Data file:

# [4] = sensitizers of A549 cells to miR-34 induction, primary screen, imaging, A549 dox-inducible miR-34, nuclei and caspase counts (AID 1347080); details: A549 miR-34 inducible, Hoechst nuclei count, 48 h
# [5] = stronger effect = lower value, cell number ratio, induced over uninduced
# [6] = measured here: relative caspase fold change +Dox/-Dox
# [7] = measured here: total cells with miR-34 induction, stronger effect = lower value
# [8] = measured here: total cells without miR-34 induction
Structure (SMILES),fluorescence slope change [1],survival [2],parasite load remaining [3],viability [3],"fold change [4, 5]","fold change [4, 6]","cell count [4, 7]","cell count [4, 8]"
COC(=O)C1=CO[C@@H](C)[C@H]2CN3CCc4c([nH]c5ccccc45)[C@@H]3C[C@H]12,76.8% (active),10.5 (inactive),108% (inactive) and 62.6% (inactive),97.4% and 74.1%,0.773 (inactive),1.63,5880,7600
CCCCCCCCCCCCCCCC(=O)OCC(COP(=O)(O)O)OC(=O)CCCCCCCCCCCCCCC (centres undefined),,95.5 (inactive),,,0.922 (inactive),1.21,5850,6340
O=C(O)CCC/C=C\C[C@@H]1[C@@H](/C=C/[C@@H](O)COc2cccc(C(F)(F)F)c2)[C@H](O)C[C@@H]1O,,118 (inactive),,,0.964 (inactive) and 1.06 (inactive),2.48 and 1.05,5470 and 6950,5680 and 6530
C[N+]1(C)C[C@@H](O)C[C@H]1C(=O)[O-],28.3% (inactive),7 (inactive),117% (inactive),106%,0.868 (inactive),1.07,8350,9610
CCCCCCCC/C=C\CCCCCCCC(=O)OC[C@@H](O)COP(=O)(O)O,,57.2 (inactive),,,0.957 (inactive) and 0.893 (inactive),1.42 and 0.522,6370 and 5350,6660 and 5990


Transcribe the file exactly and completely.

# [4] = sensitizers of A549 cells to miR-34 induction, primary screen, imaging, A549 dox-inducible miR-34, nuclei and caspase counts (AID 1347080); details: A549 miR-34 inducible, Hoechst nuclei count, 48 h
# [5] = stronger effect = lower value, cell number ratio, induced over uninduced
# [6] = measured here: relative caspase fold change +Dox/-Dox
# [7] = measured here: total cells with miR-34 induction, stronger effect = lower value
# [8] = measured here: total cells without miR-34 induction
Structure (SMILES),fluorescence slope change [1],survival [2],parasite load remaining [3],viability [3],"fold change [4, 5]","fold change [4, 6]","cell count [4, 7]","cell count [4, 8]"
COC(=O)C1=CO[C@@H](C)[C@H]2CN3CCc4c([nH]c5ccccc45)[C@@H]3C[C@H]12,76.8% (active),10.5 (inactive),108% (inactive) and 62.6% (inactive),97.4% and 74.1%,0.773 (inactive),1.63,5880,7600
CCCCCCCCCCCCCCCC(=O)OCC(COP(=O)(O)O)OC(=O)CCCCCCCCCCCCCCC (centres undefined),,95.5 (inactive),,,0.922 (inactive),1.21,5850,6340
O=C(O)CCC/C=C\C[C@@H]1[C@@H](/C=C/[C@@H](O)COc2cccc(C(F)(F)F)c2)[C@H](O)C[C@@H]1O,,118 (inactive),,,0.964 (inactive) and 1.06 (inactive),2.48 and 1.05,5470 and 6950,5680 and 6530
C[N+]1(C)C[C@@H](O)C[C@H]1C(=O)[O-],28.3% (inactive),7 (inactive),117% (inactive),106%,0.868 (inactive),1.07,8350,9610
CCCCCCCC/C=C\CCCCCCCC(=O)OC[C@@H](O)COP(=O)(O)O,,57.2 (inactive),,,0.957 (inactive) and 0.893 (inactive),1.42 and 0.522,6370 and 5350,6660 and 5990